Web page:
2207±105.13 2285±110.68 2309±113.26 2355±109.29 2422±63.25 766±28.72 Percent reduction 00.00 68 100 100 ISSN 0973-6980 19 www.kashvet.org/vetscan VetScan 2008 Vol 3 No 1 Management of Bovine Papilomatosis with Autogenous Vaccine
K. A. Shah†*, M. Naqati† & S. Qureshi‡ Successful treatment of papilomatosis in cattle Samples from older growths under aseptic using autogenous vaccine is reported and conditions and local analgesia were resected and discussed. processed separately. They were finely minced, suspended in saline, filtered through muslin cloth and treated with formalin (by adding 0.5ml of Papilomatosis, bovine, autogenous vaccine 10% formalin to 100ml of mother solution) to inactivate the virus (Blood et al, 2002). Antibiotic (Strepto penicillin 2 mg/ml) was also added to Papilomatosis is a neoplastic disease caused by each vial. The auto vaccine was administered @ 1 papiloma virus. It occurs more frequently in ml/20 kg body weight intra-dermally. Three bovines than other domestic animals (Smith and injections were given fortnightly to each animal. Jones, 1970). In cattle, cutaneous papiloma can be encountered on almost any part of body. Some RESULTS AND DISCUSSION papilomas are topographically specific and caused The multiple growths on the teats of the cow were by distinct virus having different antigenic interfering with the milking procedure. The calf reactions and D.N.A Composition. Therefore a had contracted infection possibly through direct vaccine providing immunity to one of them does contact during suckling (Blood et al loc. cit). not confer immunity to the other. Although, Administration of autogenous vaccine caused cutaneous papilomas are usually benign but those sloughing of the warts from the affected areas. In of alimentary tract may become malignant both the cases complete recovery took two (Canipo, 1980 and Shrivastava and Sharma, months. Autogenous vaccine has also been tried 1991).Successful treatment of papilomatosis has for such domestic animals and poultry by Page, been a great challenge for field practitioners. (1967) Calnek et al (1991), Chawdry (2004) and Surgical intervention may not be possible if a Blood et al loc. cit. large area is involved and some times aggravates the condition. The present clinical report pertains to the use of an autogenous vaccine in cattle. MATERIALS AND METHODS A cow aged 7 years having developed multiple, irregular warts on teat surface and its suckling calf with cauliflower like rough multiple growths on lips were presented for treatment. †Institute of Animal Health and Biological Products, Zakura, Srinagar, Kashmir, India ‡Faculty of Veterinary Sciences and Animal Husbandry, Sher-e-Kashmir University of Agricultural Sciences and Technology of Kashmir, Srinagar, Kashmir, India ISSN 0973-6980 20 www.kashvet.org/vetscan VetScan 2008 Vol 3 No 1 1. Blood, D.C., Radostits, O.M. and Handerson 5. Page EH (1967) J. Am. Vet. Med. Assoc.150, JA (2002) Veterinary medicine 8th edition English language Book Society/ Bailliere 6. Shrivastva,A. K and Sharma D.N. (1991) Tindall p838-40. Indian Vet med.J.15:69-70. 2. Calnek BW, John Barnest.Beard C.W. Reid 7. Smith,H.A and Johnes T.C (1970) Veterinary W. M. and Yoder (1991) Disease of Poultry Pathology 3rd edition Lea and Febiger, 9th edition. Wolfe Publishing Ltd.p 690-99. Philidelphia p418-420 3. Canipo MS (1980) Nature, London.286,180. 4. Chowdary (2004) Poultry planner 10th issue p *Address for Correspondence: Dr. Khurshid Ahmad Shah, Department of Animal Husbandry, Red Cross Road, Gow Kadal, Srinagar, Kashmir 190001, India e-mail: khurshid@kashvet.org ISSN 0973-6980 21 www.kashvet.org/vetscan VetScan 2008 Vol 3 No 1 VETSCAN EDITORIAL BOARD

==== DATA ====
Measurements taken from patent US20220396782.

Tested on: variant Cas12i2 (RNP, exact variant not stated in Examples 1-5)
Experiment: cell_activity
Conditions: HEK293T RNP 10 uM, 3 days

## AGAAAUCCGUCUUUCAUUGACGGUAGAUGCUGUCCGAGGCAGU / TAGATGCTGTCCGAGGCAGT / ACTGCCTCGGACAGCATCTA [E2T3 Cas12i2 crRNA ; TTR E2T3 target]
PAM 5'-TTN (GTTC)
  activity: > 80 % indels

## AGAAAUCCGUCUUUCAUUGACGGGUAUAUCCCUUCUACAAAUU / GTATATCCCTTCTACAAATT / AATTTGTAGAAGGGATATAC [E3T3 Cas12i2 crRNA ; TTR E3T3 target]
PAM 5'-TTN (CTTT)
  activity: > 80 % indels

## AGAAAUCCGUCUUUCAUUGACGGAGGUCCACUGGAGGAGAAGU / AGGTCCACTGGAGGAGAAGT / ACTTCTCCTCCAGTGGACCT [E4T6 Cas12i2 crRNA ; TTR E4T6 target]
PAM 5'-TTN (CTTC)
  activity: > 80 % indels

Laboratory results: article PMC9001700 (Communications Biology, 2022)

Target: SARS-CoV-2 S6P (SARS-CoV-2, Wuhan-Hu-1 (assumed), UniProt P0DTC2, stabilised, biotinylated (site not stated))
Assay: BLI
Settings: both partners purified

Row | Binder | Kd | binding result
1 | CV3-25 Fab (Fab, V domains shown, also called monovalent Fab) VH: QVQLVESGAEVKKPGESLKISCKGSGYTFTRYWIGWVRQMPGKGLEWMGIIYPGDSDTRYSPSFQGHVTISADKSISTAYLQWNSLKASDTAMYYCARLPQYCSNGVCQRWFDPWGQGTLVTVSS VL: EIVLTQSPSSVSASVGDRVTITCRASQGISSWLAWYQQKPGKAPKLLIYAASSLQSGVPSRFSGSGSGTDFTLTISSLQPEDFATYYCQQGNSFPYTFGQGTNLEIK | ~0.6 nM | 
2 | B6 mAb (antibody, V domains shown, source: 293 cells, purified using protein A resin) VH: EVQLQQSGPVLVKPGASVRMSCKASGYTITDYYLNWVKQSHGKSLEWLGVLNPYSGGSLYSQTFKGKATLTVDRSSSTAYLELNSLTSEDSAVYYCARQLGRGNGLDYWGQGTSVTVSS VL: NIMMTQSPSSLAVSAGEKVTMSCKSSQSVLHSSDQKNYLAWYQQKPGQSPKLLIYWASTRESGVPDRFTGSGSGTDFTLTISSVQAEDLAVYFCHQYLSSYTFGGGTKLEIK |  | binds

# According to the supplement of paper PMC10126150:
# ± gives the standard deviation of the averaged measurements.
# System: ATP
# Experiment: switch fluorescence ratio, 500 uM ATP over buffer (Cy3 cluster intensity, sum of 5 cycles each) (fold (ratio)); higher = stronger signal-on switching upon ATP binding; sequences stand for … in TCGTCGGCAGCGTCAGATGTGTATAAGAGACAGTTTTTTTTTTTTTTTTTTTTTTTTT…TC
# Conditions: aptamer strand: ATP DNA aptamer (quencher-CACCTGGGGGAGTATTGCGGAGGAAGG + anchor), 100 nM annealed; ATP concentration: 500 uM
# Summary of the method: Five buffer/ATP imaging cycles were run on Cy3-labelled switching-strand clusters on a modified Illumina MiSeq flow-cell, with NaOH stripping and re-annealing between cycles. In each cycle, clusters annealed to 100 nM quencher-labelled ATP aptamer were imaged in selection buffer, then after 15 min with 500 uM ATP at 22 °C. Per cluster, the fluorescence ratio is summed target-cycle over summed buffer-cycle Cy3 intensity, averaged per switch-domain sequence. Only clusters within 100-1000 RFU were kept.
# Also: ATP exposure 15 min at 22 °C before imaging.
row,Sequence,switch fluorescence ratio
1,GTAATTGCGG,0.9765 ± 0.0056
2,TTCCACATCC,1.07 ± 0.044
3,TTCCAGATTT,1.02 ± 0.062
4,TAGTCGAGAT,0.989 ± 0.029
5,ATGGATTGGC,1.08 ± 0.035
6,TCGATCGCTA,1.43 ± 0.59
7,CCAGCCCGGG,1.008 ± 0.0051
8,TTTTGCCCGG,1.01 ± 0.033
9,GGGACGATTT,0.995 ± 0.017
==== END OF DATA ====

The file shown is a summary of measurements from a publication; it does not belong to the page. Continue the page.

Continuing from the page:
Dr. Manzoor Ahmad Nowshari
Dr. Shakil Ahmad Wani
B. V. Sc. & A.H. (Hons), M. V. Sc. (Gyn. & Obst.)
M. V. Sc., Ph.D PDF (NII, New Delhi; CDC, USA;
Dr. med. vet. (Germany), Diplomat European Tufts University, USA)
College of Animal Reproduction (ECAR)
Professor and Head, Division of Veterinary Microbiology and KinderWunschzentrum Bad Schwartau Immunology, Faculty of Veterinary Sciences, Anton Baumann Str. 1 Sher-e-Kashmir University of Agricultural Sciences 23611-Bad Schwartau and Technology of Kashmir, Srinagar, Kashmir, India Tel.: +49-451-889887-76 Tel: +91-194-2262211 Fax: +49-451-889887-19 e-mail: shakilwani@gmail.com
e-mail: nowshariblue@gmail.com
Dr. Abdul Aziz Teli
Dr. Prabir Kumar Sanyal
M. V. Sc., Ph.D
M. V. Sc., Ph.D
Ex-Professor and Head, Professor and Head, Division of Animal Nutrition, Department of Parasitology, Faculty of Veterinary Sciences, Sher-e-Kashmir College of Veterinary Sciences and Animal University of Agricultural Sciences and Technology of Anjora, Durg - 491001 Srinagar, Kashmir, India e-mail: sanyalpk@rediffmail.com
Dr. Mujeeb-ur-Rehman Fazili
Dr. Farooq Ahmad Kaloo
M. V. Sc., Ph.D
Associate Professor, Division of Veterinary Surgery M. V. Sc. (Animal Reproduction, Gynaecology and
Obstetrics) Faculty of Veterinary Sciences, Sher-e-Kashmir Deputy Director (Animal Husbandry) University of Agricultural Sciences Department of Animal Husbandry, Kashmir and Technology of Kashmir, Srinagar, Kashmir, India Tel: +91-94190-15608 Tel: +91-94190-95830 e-mail: fazili_mr@yahoo.co.in
Dr. Nisar Ahmad Wani
Dr. Khurshid Ahmad Shah
M. V. Sc., Ph.D
Central Veterinary Research Laboratory M. V. Sc. (Livestock Production and Management)
P. O. Box 597, Dubai, U. A. E. Department of Animal Husbandry, Kashmir Tel: +971-4-3375165 (O) +971-4-2272922 (R) Fax: +971-4-3368638 Tel: +91-94190-58692 e-mail: nwani@cvrl.ae
e-mail: khurshid@kashvet.org
ISSN 0973-6980 22 www.kashvet.org/vetscan VetScan 2008 Vol 3 No 1 Dr. Shagufta Nasreen
Managing-cum-Associate Editor
M. V. Sc. (Veterinary Parasitology)
Department of Sheep Husbandry, Kashmir Dr. Syed Anjum Andrabi
B. V. Sc. & A. H. (Hons.)
Department of Animal Husbandry, Kashmir Tel:+91-94190-17753 Technical Editors
e-mail: anjum@kashvet.org
Dr. Neelesh Sharma
Consultant (Business and HR)
M. V. Sc.
Assistant Professor, Division of Veterinary Clinical Dr. Shuja ul Rehman
Medicine and Jurisprudence, B. V. Sc. & A. H.
Faculty of Veterinary Sciences, Sher-e-Kashmir PG Diploma Business Administration
University of Agricultural Sciences PG Diploma Computer Application
and Technology of Jammu, Department of Animal Husbandry, Kashmir RS Pura, Jammu, India Tel: +91-94192-44292 Tel:+91-94195-33513 e-mail: drneelesh_sharma@yahoo.co.in
e-mail: shujrehman@yahoo.com
Associate Editors
Dr. Shabir Ahmad Mir
B. V. Sc. & A. H.
Department of Animal Husbandry, Kashmir Srinagar Tel: +91-94199-01229 e-mail: mirshabir@hotmail.com
Dr. Abrar Hassan
B. V. Sc. & A. H.
Department of Animal Husbandry, Kashmir Srinagar Tel: +91-94190-54178 e-mail: abrar@kashvet.org
ISSN 0973-6980 23 www.kashvet.org/vetscan VetScan 2008 Vol 3 No 1 Copyright VetScan 2005-2008 All Right Reserved with VetScan and www.kashvet.org
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math.helsinki.fi

Second order logic and set theory Both second order logic and set theory can be used as a foundation for mathematics, that is, as a formal language in which propositions ofmathematics can be expressed and proved. We take it upon ourselvesin this paper to compare the two approaches, second order logic on onehand and set theory on the other hand, evaluating their merits andweaknesses. We argue that we should think of first order set theoryas a very high order logic.

atoda.org.au

options for options for LeeJenn Health Consultants A discussion paper prepared for the Australian National Council on Drugs, November 2013 © Australian National Council on Drugs 2014 This work is copyright. Apart from any use as permitted under the Copyright Act 1968, no part may be reproduced by any process without the written permission of the publisher.